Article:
It’s not that the problems are inherently hard, but that they are intrinsically large. That means that they take time and fill the day, yet fail to close with a final solution.
Riding along the riverbank in the early summer sun to take a break, I reviewed my strategies. I must be making this harder than it needs to be. There are the inductive “Sleep on it, ignore it, wait for your subconscious to deliver a miracle” approaches; there are avoidance strategies like “Time will solve it, a bit of benign neglect will help, why not delegate”.
But if its my problem, then I only have two deductive strategies: appeal to principal or decompose to simpler chunks.
Divide and conquer is usually my approach, but I decided to try the alternative, appeal to a higher power, and called a friend working with startups in the entrepreneurship programs at MIT. He’s got a lot of practical experience and runs his own consulting business, so I feel like we share a lot of the same experiences.
On the positive side, he thought that the analysis and actions I’m taking are largely the right ones. My focus and task prioritization seemed right, and I hadn’t overlooked many things that needed to be in the mix. The UK project, in particular, seemed well defined and things were appropriately delegated: I’d just need to hang in and see it through.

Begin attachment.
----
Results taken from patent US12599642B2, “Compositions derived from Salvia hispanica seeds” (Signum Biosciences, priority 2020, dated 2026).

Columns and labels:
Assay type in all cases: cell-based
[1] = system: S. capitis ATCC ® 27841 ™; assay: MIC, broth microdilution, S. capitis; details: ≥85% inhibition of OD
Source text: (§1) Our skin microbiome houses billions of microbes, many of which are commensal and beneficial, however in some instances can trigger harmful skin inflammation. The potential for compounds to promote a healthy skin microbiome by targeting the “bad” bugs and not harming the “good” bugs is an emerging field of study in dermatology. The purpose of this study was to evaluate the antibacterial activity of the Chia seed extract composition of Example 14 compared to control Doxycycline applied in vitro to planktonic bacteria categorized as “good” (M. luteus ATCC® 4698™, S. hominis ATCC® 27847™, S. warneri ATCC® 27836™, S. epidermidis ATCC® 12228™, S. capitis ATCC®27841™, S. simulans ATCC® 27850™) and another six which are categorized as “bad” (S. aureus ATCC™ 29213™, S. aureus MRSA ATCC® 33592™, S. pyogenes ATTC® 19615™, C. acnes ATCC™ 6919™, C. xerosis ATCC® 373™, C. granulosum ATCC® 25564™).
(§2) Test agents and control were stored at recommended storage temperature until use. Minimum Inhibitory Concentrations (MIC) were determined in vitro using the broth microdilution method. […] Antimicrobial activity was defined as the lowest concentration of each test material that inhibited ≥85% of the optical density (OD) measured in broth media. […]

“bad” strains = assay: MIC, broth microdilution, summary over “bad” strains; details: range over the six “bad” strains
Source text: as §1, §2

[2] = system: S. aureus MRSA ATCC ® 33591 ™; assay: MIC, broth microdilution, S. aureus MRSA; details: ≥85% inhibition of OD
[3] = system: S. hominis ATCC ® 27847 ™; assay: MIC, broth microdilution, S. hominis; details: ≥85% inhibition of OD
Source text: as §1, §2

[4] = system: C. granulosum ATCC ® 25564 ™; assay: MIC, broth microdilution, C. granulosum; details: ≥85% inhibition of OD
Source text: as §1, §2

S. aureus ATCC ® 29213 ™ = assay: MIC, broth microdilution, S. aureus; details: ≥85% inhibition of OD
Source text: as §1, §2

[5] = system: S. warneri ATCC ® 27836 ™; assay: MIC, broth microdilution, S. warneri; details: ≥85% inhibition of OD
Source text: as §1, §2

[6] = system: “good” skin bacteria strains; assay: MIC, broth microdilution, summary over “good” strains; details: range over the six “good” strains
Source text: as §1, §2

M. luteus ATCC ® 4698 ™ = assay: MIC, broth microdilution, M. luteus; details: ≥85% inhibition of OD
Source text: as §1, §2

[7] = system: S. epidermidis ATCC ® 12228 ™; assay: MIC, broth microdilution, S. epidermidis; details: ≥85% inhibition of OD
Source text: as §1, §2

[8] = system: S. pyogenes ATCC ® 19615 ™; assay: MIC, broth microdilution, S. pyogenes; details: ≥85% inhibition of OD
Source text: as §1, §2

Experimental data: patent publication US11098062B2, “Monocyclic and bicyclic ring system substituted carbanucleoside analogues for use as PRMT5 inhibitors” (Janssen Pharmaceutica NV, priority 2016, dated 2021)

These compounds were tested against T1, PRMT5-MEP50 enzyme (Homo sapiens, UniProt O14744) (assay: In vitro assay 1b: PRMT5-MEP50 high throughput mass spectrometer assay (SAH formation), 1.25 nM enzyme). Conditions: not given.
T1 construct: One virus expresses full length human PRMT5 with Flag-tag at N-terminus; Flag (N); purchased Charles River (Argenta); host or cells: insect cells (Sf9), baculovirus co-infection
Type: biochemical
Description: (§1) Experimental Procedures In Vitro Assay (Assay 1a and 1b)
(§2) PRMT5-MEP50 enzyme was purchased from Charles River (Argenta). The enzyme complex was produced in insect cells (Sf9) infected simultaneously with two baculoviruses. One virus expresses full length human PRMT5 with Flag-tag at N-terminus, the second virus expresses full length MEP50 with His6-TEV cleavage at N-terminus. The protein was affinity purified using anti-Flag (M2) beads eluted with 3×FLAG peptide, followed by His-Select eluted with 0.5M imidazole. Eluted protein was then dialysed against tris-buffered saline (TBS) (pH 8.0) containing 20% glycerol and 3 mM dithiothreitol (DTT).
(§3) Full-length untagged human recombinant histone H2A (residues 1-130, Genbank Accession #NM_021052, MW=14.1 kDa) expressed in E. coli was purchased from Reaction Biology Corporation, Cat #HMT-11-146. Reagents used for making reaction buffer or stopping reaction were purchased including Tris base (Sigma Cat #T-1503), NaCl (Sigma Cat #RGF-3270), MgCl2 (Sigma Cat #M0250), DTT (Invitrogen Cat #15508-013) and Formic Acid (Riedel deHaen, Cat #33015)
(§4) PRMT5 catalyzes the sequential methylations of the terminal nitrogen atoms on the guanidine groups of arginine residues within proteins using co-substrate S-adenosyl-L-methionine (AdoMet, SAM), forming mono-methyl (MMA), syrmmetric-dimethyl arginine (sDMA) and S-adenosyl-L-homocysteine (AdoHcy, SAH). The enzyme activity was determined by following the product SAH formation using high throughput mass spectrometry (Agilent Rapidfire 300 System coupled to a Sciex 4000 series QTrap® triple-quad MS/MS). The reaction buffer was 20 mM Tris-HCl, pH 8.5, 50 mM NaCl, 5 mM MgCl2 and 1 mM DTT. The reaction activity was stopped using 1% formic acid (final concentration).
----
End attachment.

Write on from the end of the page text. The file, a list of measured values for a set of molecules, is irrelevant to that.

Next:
My concerns about the Dutch business, that consulting was overwhelming development, and that I was spending too much time working for the business rather than letting it work for me, were more true. Part of the solution is to accept that consulting work cycles through peak and trough workload, and to be willing to push some tasks off into the coming quiet times without guilt.
The other was to be careful about respecting the boundary between consulting and contracting. I tend to be very hands-on, doing real work of analysis and reports, yet estimating time and pricing results as though I was simply and conversationally advising and connecting clients. In the future, I have to get the right distance and value set for each job and respect the scope of the tasks. Where “I’m here to help” was often the right stance in the corporate world, it invites mission creep as an outsider.
I do think it’s important to have a mastergroup or advisory board to turn to for occasional encouragement or reality checks in running a business. It’s probably especially important as an expat, where the social isolation is more pronounced. It won’t stop my having the occasional bad day, but it will help to keep things in perspective through the rough times.